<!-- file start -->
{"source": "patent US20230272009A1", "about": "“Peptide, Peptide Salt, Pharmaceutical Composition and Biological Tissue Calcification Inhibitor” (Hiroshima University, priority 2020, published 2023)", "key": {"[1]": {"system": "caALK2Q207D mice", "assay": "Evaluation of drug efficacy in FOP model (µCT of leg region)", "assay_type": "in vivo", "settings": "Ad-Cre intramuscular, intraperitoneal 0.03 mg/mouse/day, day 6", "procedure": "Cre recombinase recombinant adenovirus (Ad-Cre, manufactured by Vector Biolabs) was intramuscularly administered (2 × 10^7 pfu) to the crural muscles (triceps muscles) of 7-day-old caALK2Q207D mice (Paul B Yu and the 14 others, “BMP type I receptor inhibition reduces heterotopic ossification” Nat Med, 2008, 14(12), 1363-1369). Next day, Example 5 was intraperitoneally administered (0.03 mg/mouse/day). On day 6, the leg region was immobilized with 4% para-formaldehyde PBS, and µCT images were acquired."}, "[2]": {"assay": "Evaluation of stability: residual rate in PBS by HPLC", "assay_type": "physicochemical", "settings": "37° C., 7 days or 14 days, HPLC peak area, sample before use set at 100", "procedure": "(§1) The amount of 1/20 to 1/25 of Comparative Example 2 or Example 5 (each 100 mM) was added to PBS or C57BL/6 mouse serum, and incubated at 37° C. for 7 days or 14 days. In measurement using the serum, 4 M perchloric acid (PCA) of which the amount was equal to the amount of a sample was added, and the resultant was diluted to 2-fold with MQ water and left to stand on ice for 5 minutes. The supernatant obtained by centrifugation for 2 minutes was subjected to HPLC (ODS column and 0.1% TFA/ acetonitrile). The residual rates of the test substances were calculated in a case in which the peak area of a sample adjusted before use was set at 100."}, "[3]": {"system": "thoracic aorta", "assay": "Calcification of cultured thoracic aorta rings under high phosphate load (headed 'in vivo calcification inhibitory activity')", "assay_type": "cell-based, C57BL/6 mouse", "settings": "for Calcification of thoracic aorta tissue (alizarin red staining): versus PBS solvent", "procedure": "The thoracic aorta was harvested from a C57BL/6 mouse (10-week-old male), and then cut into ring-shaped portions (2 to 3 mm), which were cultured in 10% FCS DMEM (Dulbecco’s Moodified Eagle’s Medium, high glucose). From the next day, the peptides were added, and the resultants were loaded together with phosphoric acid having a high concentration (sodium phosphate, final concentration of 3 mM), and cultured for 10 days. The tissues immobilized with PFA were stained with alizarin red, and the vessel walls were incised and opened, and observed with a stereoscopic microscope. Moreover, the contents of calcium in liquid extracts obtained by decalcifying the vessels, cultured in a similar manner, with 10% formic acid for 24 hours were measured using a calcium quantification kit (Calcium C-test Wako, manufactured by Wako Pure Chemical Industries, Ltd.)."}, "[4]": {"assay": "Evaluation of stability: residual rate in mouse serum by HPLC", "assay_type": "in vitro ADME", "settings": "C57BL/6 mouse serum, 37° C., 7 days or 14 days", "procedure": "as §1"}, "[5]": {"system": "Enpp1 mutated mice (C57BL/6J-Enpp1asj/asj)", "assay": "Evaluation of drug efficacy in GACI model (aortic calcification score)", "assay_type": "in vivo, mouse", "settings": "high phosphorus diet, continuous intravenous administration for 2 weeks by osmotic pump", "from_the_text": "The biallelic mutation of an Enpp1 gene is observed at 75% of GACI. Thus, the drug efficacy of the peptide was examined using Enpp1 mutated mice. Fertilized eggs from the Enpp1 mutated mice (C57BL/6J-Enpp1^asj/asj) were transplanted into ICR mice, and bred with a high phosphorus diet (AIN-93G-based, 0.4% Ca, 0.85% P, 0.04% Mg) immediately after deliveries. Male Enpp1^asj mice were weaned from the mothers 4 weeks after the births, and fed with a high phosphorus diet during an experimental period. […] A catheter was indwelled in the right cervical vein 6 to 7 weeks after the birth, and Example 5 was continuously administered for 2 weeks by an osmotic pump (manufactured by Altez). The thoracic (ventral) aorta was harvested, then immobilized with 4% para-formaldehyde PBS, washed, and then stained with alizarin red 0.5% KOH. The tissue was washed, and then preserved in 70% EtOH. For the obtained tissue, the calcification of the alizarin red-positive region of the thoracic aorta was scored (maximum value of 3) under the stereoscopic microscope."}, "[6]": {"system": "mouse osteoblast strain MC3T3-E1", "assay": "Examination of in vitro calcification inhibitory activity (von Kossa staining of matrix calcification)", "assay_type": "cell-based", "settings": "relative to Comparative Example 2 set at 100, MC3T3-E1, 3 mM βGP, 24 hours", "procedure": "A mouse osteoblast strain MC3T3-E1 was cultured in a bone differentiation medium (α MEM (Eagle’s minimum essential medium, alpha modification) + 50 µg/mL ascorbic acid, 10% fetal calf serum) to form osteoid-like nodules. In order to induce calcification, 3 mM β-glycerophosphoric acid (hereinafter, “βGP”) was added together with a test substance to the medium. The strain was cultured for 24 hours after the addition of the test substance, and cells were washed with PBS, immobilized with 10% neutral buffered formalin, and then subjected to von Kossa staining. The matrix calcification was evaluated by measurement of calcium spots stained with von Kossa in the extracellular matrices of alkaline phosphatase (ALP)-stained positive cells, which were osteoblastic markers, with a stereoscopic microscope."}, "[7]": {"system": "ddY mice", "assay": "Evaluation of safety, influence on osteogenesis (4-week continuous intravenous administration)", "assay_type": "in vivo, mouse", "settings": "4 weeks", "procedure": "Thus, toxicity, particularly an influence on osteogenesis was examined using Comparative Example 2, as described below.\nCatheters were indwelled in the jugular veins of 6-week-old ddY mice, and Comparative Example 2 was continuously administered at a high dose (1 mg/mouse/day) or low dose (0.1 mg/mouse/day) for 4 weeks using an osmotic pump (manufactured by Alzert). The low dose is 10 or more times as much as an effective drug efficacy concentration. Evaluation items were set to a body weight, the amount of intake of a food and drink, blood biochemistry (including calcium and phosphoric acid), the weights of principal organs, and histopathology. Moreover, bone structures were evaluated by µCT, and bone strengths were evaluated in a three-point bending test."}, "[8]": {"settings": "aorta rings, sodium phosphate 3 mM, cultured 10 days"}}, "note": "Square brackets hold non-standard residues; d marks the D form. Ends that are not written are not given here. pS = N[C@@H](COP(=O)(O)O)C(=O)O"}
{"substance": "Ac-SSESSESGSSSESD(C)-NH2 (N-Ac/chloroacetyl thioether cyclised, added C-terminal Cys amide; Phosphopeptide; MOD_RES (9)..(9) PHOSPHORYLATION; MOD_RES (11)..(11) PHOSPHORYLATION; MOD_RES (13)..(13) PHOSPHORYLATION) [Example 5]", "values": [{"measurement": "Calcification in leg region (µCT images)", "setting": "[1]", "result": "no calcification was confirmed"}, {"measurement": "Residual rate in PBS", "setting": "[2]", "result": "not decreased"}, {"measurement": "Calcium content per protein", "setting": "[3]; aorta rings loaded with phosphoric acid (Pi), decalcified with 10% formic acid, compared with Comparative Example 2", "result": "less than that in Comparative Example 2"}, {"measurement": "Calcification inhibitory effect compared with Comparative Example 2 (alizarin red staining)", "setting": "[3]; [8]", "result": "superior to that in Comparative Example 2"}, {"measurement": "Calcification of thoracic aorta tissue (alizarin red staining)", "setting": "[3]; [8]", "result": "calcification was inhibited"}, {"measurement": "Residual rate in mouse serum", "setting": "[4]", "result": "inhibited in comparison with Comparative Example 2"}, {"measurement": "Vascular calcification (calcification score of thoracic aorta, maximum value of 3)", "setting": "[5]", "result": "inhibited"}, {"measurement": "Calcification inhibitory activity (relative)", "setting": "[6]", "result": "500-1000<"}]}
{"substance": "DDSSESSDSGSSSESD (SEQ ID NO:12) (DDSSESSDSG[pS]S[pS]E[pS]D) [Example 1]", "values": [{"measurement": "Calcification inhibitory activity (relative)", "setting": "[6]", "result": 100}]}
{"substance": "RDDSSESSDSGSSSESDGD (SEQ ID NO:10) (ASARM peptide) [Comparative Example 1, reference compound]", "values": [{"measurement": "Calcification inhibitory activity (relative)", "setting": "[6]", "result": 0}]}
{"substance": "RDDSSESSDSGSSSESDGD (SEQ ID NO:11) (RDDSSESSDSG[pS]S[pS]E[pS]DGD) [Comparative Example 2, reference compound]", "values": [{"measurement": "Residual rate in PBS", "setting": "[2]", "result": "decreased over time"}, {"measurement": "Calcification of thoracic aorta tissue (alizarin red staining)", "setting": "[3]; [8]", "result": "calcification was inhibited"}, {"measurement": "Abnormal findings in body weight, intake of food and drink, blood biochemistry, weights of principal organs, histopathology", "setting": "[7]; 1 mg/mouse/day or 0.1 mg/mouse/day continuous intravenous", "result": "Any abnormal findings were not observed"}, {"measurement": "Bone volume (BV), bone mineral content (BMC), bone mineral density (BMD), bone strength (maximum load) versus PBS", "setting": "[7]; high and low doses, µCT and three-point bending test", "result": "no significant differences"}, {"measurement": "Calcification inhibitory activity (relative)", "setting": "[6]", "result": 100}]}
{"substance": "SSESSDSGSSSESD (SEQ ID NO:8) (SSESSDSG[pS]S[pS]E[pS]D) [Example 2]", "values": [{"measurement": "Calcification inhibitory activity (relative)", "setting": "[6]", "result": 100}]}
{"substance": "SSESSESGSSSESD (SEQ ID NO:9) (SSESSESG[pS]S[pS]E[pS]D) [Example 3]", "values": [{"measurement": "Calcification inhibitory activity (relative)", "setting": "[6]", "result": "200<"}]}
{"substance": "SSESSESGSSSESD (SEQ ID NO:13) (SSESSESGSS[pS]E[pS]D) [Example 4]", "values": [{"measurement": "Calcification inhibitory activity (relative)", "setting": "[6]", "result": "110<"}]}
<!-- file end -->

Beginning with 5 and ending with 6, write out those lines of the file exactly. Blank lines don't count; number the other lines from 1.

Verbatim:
{"substance": "RDDSSESSDSGSSSESDGD (SEQ ID NO:11) (RDDSSESSDSG[pS]S[pS]E[pS]DGD) [Comparative Example 2, reference compound]", "values": [{"measurement": "Residual rate in PBS", "setting": "[2]", "result": "decreased over time"}, {"measurement": "Calcification of thoracic aorta tissue (alizarin red staining)", "setting": "[3]; [8]", "result": "calcification was inhibited"}, {"measurement": "Abnormal findings in body weight, intake of food and drink, blood biochemistry, weights of principal organs, histopathology", "setting": "[7]; 1 mg/mouse/day or 0.1 mg/mouse/day continuous intravenous", "result": "Any abnormal findings were not observed"}, {"measurement": "Bone volume (BV), bone mineral content (BMC), bone mineral density (BMD), bone strength (maximum load) versus PBS", "setting": "[7]; high and low doses, µCT and three-point bending test", "result": "no significant differences"}, {"measurement": "Calcification inhibitory activity (relative)", "setting": "[6]", "result": 100}]}
{"substance": "SSESSDSGSSSESD (SEQ ID NO:8) (SSESSDSG[pS]S[pS]E[pS]D) [Example 2]", "values": [{"measurement": "Calcification inhibitory activity (relative)", "setting": "[6]", "result": 100}]}